Friday, March 12, 2010

A Change in Diet

Almost a month ago, my six year old son and I started an experiment. I was convinced that my son's digestive irregularities (the nice way of saying he's always constipated) were due to more than just a lack of fiber. This condition had, after all, been going on since he was a baby. I was the only mother I knew who hoped for poopy diapers. The pediatrician, however, just told us to give him Metamucil. We tried, but the extra fiber had no more affect than the tons of fruits and vegetables he already ate. The poor kid got bound up, then couldn't sit still, acted out in class and became a bear to live with until he was finally able to go. This had to stop.

Thanks to the vast amounts of knowledge that everyone shares on the internet, I got turned on to the book Is This Your Child? by Doris Rapp. The book deals with food allergies and their effects on the body. Was constipation an allergy symptom? Yes, it can be. Who knew? (Well, somebody knew. Just not me.)

The book suggests an elimination diet to test for food allergies. I figured it couldn't hurt, and maybe we'd get to the bottom of my son's issues, so we tried it. Not wanting my kid to feel left out during family meals, I did the diet with him. What an adventure we had.

The first week we eliminated just about every potential allergen. This was really, really hard. I had to read every label on everything we had in the house, and I spent hours in the grocery store. No wheat, no dairy, no nuts, no sugar, no eggs, no citrus fruit, no artifical colors or preservatives... I think the first week we ate only fresh fruits and veggie, rice and potatoes. Not a bad diet, really, except when the local food store has a very limited produce section during the winter months.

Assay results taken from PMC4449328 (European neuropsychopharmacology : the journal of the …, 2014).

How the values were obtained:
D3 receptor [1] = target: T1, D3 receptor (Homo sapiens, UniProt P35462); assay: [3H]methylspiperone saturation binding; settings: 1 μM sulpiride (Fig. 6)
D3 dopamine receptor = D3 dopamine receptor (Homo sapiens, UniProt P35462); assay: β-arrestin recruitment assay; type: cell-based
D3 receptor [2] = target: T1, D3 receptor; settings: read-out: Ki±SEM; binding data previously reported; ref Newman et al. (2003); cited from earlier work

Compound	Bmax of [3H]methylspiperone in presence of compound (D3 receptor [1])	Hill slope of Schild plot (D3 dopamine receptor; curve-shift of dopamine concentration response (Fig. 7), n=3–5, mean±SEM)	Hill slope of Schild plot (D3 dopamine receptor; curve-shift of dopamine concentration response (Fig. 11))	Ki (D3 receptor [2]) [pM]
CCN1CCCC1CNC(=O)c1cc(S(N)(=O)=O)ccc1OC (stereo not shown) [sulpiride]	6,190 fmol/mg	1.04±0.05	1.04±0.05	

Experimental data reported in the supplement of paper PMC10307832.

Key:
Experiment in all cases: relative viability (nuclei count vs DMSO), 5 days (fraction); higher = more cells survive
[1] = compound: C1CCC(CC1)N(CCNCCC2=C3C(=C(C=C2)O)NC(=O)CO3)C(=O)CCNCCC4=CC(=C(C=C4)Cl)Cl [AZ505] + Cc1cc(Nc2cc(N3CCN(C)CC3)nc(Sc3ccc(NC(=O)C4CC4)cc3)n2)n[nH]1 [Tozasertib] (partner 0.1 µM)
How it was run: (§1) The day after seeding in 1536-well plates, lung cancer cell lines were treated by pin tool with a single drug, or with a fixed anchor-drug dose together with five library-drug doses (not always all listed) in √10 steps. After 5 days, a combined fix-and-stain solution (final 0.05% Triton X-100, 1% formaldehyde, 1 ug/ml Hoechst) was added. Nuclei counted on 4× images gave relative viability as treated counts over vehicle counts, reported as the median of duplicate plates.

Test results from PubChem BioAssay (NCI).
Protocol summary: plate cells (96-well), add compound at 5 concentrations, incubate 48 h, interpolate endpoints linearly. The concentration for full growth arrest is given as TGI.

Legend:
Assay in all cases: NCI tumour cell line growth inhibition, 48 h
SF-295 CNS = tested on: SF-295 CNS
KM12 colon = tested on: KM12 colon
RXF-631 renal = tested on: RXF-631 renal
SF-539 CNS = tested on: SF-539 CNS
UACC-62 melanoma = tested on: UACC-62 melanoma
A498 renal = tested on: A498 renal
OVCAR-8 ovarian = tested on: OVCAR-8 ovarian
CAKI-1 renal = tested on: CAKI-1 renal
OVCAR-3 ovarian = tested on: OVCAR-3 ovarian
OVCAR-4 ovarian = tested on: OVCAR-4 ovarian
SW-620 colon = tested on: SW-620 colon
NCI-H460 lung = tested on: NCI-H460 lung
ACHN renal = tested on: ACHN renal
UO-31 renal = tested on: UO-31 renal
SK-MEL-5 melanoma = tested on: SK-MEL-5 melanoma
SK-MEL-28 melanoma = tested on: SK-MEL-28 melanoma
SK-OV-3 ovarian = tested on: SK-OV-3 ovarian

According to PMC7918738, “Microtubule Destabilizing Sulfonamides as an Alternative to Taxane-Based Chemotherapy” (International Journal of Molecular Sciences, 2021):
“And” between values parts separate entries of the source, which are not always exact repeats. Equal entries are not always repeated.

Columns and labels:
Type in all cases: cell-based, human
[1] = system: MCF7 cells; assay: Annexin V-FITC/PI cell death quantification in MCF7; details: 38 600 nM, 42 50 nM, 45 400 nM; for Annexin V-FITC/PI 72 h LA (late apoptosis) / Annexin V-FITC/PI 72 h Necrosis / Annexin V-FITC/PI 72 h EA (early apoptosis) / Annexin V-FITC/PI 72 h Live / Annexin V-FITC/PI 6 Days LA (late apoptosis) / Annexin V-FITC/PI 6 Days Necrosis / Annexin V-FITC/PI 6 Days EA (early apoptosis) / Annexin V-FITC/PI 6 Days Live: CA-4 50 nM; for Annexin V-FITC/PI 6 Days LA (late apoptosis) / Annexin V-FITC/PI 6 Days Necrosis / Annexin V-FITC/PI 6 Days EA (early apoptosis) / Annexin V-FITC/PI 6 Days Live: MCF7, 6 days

My attempt at making pancakes out of rice flour was pitiful.

After a week without any of the eliminated things, my son's bowel movements resembled those of a normal human. Then we started adding stuff back. The first day we added dairy. By that evening he couldn't go. Can't get more obvious than that. We took the dairy out of his diet and things started flowing again. Nothing else seemed to have an effect, except we noticed sugar made him, like many children, a bit hyper. I've always tried to limit the sugar in my kids' diets, so that didn't require much of an adjustment.

The big surprise came the day we added back eggs. Turns out that eggs make me itch. I've been suffering from eczema since I was a teenager. I always thought it was something environmental. I never would have suspected eggs, but the symptoms came out so fast while eating a plate of scrambled eggs that there was no question what the cause was. I sat there, scratching the insides of my elbows and knees, cursing myself for not thinking of this sooner. I could have avoided years of itching, unsightly rashes and cortisone scars.

Now that I knew what had to be eliminated permanently, I had to come up with a whole new meal plan. I already had to be creative to include my vegetarian daughter in meals. Now I had to make them dairy- and egg-free as well. It's okay. I needed a new challenge.

Baking has been a disaster. The vegan brownies I tried tasted like banana bread and burned our throats on the way down. At least I can do french bread.

My egg- and milk-free pancakes are getting pretty darn good, though.
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